As with many characterful English towns the 1960's and 70's planners did Poole few favours. But then I suppose there's nothing new there in that the Georgian planners of the 18th century did similar things. Hmmm...but at least the Georgians had a bit of style.
That said though, Poole is overall quite an attractive town and some of the more modern developements have been sympathetic to its heritage.
Old Town Poole is a sort of Georgian enclave at the Quay end of the town and there are some georgeous (sic) examples of the town's heyday as an important port and pottery town. The Old Town is now a listed conservation area and the Guildhall, Custom's House and a couple of other buildings are welll worth taking the off-the-path wander. Especially so as there are some cracking pubs tucked away here ;)
Whilst this is also written up as a "Warnings and Dangers" tip (due to the traffic disruption it causes) it is a fascinating piece of machinery.
This is third bridge to be built over this narrow neck of Poole's harbour. The original bridge was a wooden affair, constructed in 1834 as a money-making toll bridge, but because it needed the clearance to allow boats to pass under it was too steeply inclined for most horse and cart traffic. In 1885 this was replaced by an iron swing bridge (once again as a privately-operated toll bridge) until the Borough Council bought it and replaced it with the present lifting bridge which was built in 1927 at local tax payers' expense.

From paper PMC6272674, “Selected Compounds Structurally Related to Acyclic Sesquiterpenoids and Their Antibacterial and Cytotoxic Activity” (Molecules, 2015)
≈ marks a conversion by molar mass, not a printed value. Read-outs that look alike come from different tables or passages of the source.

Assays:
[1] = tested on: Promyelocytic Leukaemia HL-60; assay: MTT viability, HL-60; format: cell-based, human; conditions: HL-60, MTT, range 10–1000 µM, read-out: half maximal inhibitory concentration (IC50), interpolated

This really is a clever piece of engineering as the road sections on the two halves are counterbalanced so that opening the bridge requires very little effort. The machinery and giant electricly-driven cogwheels only serve to control the lift and lowering as the counterbalance is so fine that despite each section weighing 180 tons the bridge could be lifted by hand.
During the summer the bridge has twelve scheduled lift times, spaced about two hours apart, and depending on harbour traffic can be operational for up to 35 minutes (although the norm is about 15).
This is Poole's official tourist information centre and is situated in the middle of the Quay. Here friendly,knowledgeable staff can assist with just about any tourist query - accommodation, things to do, public transport etc. They stock the usual freebie leaflets as well as local guide books and maps for sale and act as agents for the local theatres and other attractions.
Thw website is comprehensive with loads of useful info and links and includes an online accommodation booking service - www.pooletourism.com
Poole's town centre is fairly compact and easy to walk around. The High Street is pedestrianised and leads down to the lively quayside with its pubs and restaurants.
Everywhere is well signposted and there are useful maps all over the place.
I love it when I get to travel to different places in England.
This is the second time I have come here and enjoy everything, even the wet weather ;-)
Poole is large, diverse and a fun place to visit. We stayed at a backpacker lodge and had a Polish girl as a room mate. She was a lot of fun. We visited a few bars and basically chilled.
Poole is another childhood haunt.
We used to come here during school break, play in the sea, go sailing, do some shopping. It has fantastic shopping areas and is very popular in summer! I remember the long ques to do anything, which wasn't fun. But we were kids and didn't mind I guess :-)
We drove through Poole and stopped twice, enjoying the atmosphere and people.
Even though the weather had turned foul, there were still people about and lots of water sports happening!
The winds were certainly very strong!
One chap we watched was kite surfing, and he went on for quite a time! Not sure how he got back though...